Feeling the Miracle of Faith through Political Activism
An Interview with Benny Tai




The Motivation for the Umbrella Revolution

Benny Tai

An initiator of the 2014 Hong Kong Protests and Associate Professor of Law at the University of Hong Kong

Benny Tai was one of 4 people who initiated the 2014 Hong Kong protests. As the Beijing Government continues to pressure Hong Kong, we interviewed him on his thoughts on the 2014 protests and how he is trying to protect freedom and democracy in Hong Kong. He spoke of future activities to demand democracy in opposition to China’s threats.

Interviewer (I): You are one of the initiators of the Umbrella movement. What compelled you to become a leader of the political activists?

Tai (T): I was born in Hong Kong and I love Hong Kong very much. We really see Hong Kong as our home. I think there’s still a lot of unfairness in the present system, and only if we can put more pressure on the Chinese government, will we be able to establish a true democratic system in Hong Kong. So in 2013 we started this non-violent, civil disobedient movement of “Occupy Central”.


I: Do you think the Umbrella Revolution was successful in bearing fruit?

T: If you look at the results, we still could not change the system, so we still do not have a true democratic system in Hong Kong, but I think we have awakened a whole new generation of Hong Kong people. Most Hong Kong people would care more about making more money, but after the Umbrella Movement, the democratic dream became the dream of a lot of Hong Kong people, especially the younger ones. The Chinese communist party is a giant we are fighting, so we must have a strong determination. And I can see it among a lot of our young people.


The Personal Costs of the Revolution

I: Could you tell us your experiences in the Umbrella Revolution?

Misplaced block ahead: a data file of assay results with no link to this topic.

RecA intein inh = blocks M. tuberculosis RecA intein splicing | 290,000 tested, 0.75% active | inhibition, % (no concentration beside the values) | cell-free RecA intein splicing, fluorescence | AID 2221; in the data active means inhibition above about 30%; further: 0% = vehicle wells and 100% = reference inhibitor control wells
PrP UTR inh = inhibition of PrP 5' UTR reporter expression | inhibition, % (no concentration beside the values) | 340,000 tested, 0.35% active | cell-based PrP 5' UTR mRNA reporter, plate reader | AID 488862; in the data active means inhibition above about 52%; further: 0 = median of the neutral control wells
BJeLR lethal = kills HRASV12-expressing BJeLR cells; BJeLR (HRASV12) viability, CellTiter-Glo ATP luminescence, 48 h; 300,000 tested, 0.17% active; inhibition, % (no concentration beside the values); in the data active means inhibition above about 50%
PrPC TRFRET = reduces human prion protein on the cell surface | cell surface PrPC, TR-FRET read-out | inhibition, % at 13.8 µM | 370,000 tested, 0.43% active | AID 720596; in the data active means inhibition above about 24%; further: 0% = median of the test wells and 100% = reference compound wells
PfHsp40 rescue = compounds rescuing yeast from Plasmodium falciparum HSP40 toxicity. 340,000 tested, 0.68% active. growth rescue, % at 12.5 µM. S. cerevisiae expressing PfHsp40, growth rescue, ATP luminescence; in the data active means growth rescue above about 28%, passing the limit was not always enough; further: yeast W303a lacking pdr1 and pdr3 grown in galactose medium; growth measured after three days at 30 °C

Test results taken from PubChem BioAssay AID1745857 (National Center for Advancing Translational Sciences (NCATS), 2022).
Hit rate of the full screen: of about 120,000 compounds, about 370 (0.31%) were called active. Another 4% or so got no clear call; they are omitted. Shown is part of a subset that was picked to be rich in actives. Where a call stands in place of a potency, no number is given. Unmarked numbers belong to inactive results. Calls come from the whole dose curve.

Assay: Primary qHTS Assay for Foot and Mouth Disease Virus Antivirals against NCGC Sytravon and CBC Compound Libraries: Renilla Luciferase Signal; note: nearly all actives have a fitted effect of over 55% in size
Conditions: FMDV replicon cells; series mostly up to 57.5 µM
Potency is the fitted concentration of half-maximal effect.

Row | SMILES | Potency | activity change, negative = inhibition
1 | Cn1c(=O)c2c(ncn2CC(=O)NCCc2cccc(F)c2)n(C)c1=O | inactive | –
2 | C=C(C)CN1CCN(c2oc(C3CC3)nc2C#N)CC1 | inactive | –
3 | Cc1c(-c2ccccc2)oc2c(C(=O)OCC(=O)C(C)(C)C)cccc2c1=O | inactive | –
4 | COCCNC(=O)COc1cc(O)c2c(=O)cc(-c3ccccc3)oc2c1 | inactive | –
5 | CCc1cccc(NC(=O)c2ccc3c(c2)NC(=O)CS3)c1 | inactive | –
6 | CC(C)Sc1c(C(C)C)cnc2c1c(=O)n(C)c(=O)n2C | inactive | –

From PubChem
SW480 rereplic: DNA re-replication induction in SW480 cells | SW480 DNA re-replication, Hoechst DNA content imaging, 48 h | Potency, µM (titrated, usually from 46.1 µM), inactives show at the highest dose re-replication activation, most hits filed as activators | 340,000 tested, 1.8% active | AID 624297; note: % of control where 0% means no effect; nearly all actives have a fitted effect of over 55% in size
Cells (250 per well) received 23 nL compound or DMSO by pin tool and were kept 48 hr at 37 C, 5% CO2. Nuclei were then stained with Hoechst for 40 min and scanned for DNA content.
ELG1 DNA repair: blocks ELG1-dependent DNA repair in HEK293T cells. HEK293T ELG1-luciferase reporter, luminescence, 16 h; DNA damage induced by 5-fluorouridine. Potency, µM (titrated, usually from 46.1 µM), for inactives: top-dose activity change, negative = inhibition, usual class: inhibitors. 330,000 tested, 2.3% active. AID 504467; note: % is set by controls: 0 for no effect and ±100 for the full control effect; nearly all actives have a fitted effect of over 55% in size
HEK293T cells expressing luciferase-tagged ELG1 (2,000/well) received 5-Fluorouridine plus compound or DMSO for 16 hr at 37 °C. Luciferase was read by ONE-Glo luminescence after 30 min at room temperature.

T: Since the time I started the movement, I suffered a lot of attacks from pro-Beijing people and sometimes I felt like giving up. But I am a Christian, and I think I got strength from my faith to continue the journey. I saw many miracles in countless critical moments.


I: What kind of miracles?

T: When we proposed Occupy Central, the Chinese government suddenly announced that they held rights to govern Hong Kong. This would diminish our government even further. In organizing a political referendum against this breech of promise by the Chinese government, we needed a proposal of political reform with public endorsement to put forward to them. Problems arose when the electronic voting platform we set up fell prey to cyber attack on a scale like never before in history. But miraculously 800,000 people voted in the end.
When I announced the Occupation, early morning of the 28th of September 2014, we asked for 10 000 people to occupy, but the police enclosed the area and we could only get around 1000, not allowing other people to enter. We thought the Umbrella movement might end very fast, but a lot of people began gathering outside the police line. It looked like the Israelites walking the parted Red Sea.
Even when the police fired tear gas, the people continued the struggle in the name of democracy for 79 days.


Furthering Freedom Through Students & Education

I: You wrote in the New York Times that you only have a 40% support rate in Hong Kong, and you want to raise it to at least 50%.

T: It will not attract much media reporting, but I think education is very important. One project that I’m doing now is that we train our University law students, to develop some teaching activities on the rule of law, on democracy, and we arrange for them to go to the High Schools to conduct those teaching activities. In 2015, we had about 20 University law students teach around 1,000 high school students about the importance of democracy. In five or ten years time, I think we will be able to get more than half of the population supporting democracy in Hong Kong.


I: You think the pro-Beijing camp is gaining strength as you do this?